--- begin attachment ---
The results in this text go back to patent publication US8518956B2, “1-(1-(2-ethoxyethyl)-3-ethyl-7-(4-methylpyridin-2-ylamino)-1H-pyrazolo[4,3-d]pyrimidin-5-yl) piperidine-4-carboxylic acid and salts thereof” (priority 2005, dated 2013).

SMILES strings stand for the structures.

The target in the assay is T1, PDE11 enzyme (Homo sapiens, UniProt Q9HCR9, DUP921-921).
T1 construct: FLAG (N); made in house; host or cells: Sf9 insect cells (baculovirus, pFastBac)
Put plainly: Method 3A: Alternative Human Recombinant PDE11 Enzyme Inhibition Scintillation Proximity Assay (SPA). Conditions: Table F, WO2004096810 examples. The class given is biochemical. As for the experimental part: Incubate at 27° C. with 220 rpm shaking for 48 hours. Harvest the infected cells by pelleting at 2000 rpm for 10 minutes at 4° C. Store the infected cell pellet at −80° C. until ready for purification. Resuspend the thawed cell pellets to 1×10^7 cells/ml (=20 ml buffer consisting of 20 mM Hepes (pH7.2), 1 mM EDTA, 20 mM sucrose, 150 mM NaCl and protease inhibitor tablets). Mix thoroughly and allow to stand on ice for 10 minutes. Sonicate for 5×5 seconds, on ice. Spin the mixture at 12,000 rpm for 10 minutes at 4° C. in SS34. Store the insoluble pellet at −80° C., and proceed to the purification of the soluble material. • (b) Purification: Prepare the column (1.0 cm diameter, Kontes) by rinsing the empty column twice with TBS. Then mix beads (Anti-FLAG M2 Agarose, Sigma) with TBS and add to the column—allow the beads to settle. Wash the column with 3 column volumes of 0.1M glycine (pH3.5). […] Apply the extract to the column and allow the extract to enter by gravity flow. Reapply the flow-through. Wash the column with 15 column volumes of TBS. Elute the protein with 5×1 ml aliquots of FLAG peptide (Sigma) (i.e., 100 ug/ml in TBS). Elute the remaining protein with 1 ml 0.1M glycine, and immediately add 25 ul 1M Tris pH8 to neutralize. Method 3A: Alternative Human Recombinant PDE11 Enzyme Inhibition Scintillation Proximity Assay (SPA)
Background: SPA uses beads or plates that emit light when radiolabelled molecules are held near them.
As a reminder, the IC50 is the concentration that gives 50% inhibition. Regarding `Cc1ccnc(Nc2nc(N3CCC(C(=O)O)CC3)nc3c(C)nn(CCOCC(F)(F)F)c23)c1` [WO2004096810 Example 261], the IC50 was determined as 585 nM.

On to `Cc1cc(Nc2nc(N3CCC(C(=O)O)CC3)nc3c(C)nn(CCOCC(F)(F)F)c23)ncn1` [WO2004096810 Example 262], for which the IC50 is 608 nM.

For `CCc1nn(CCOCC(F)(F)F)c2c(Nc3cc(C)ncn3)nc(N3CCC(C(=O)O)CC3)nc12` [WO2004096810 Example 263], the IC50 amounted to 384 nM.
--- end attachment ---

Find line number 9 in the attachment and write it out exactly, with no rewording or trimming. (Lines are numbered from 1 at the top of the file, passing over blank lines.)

For `CCc1nn(CCOCC(F)(F)F)c2c(Nc3cc(C)ncn3)nc(N3CCC(C(=O)O)CC3)nc12` [WO2004096810 Example 263], the IC50 amounted to 384 nM.